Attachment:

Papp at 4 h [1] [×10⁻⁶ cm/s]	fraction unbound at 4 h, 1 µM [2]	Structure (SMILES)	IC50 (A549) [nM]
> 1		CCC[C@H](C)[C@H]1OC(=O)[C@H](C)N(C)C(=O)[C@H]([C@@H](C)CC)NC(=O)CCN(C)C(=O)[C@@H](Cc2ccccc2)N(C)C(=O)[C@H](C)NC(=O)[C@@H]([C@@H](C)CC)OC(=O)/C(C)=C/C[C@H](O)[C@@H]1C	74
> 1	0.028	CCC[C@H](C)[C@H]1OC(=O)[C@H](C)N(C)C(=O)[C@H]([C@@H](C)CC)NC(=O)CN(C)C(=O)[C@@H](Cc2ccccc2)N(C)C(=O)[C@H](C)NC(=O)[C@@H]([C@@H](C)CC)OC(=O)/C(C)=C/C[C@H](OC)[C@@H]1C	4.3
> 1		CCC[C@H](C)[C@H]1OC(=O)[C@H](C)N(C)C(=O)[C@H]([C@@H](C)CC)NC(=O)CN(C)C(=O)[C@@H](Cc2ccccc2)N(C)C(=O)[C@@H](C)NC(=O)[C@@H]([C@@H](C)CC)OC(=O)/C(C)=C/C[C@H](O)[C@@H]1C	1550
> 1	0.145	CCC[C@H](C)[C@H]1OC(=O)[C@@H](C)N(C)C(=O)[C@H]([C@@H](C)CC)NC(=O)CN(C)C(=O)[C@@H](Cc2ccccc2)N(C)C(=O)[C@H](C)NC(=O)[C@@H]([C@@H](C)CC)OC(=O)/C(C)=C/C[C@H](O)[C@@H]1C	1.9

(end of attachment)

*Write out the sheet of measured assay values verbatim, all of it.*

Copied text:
Papp at 4 h [1] [×10⁻⁶ cm/s]	fraction unbound at 4 h, 1 µM [2]	Structure (SMILES)	IC50 (A549) [nM]
> 1		CCC[C@H](C)[C@H]1OC(=O)[C@H](C)N(C)C(=O)[C@H]([C@@H](C)CC)NC(=O)CCN(C)C(=O)[C@@H](Cc2ccccc2)N(C)C(=O)[C@H](C)NC(=O)[C@@H]([C@@H](C)CC)OC(=O)/C(C)=C/C[C@H](O)[C@@H]1C	74
> 1	0.028	CCC[C@H](C)[C@H]1OC(=O)[C@H](C)N(C)C(=O)[C@H]([C@@H](C)CC)NC(=O)CN(C)C(=O)[C@@H](Cc2ccccc2)N(C)C(=O)[C@H](C)NC(=O)[C@@H]([C@@H](C)CC)OC(=O)/C(C)=C/C[C@H](OC)[C@@H]1C	4.3
> 1		CCC[C@H](C)[C@H]1OC(=O)[C@H](C)N(C)C(=O)[C@H]([C@@H](C)CC)NC(=O)CN(C)C(=O)[C@@H](Cc2ccccc2)N(C)C(=O)[C@@H](C)NC(=O)[C@@H]([C@@H](C)CC)OC(=O)/C(C)=C/C[C@H](O)[C@@H]1C	1550
> 1	0.145	CCC[C@H](C)[C@H]1OC(=O)[C@@H](C)N(C)C(=O)[C@H]([C@@H](C)CC)NC(=O)CN(C)C(=O)[C@@H](Cc2ccccc2)N(C)C(=O)[C@H](C)NC(=O)[C@@H]([C@@H](C)CC)OC(=O)/C(C)=C/C[C@H](O)[C@@H]1C	1.9